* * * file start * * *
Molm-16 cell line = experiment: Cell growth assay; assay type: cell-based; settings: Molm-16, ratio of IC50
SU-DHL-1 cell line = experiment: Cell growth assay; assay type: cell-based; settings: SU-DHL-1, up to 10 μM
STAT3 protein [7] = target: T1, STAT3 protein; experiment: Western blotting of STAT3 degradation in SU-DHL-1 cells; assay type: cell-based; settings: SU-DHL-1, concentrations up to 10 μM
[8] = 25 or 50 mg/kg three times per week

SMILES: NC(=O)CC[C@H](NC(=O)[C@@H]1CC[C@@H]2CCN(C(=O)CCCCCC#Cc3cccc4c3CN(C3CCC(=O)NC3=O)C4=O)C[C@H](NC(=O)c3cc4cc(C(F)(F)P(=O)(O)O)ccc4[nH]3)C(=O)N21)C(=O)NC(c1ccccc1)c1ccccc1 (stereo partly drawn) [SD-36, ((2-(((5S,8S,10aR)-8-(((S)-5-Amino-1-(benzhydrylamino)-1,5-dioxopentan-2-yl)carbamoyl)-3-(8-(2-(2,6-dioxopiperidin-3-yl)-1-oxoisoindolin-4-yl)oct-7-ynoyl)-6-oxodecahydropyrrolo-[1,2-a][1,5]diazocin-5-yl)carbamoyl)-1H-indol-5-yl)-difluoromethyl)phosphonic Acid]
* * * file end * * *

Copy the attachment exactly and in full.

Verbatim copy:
Molm-16 cell line = experiment: Cell growth assay; assay type: cell-based; settings: Molm-16, ratio of IC50
SU-DHL-1 cell line = experiment: Cell growth assay; assay type: cell-based; settings: SU-DHL-1, up to 10 μM
STAT3 protein [7] = target: T1, STAT3 protein; experiment: Western blotting of STAT3 degradation in SU-DHL-1 cells; assay type: cell-based; settings: SU-DHL-1, concentrations up to 10 μM
[8] = 25 or 50 mg/kg three times per week

SMILES: NC(=O)CC[C@H](NC(=O)[C@@H]1CC[C@@H]2CCN(C(=O)CCCCCC#Cc3cccc4c3CN(C3CCC(=O)NC3=O)C4=O)C[C@H](NC(=O)c3cc4cc(C(F)(F)P(=O)(O)O)ccc4[nH]3)C(=O)N21)C(=O)NC(c1ccccc1)c1ccccc1 (stereo partly drawn) [SD-36, ((2-(((5S,8S,10aR)-8-(((S)-5-Amino-1-(benzhydrylamino)-1,5-dioxopentan-2-yl)carbamoyl)-3-(8-(2-(2,6-dioxopiperidin-3-yl)-1-oxoisoindolin-4-yl)oct-7-ynoyl)-6-oxodecahydropyrrolo-[1,2-a][1,5]diazocin-5-yl)carbamoyl)-1H-indol-5-yl)-difluoromethyl)phosphonic Acid]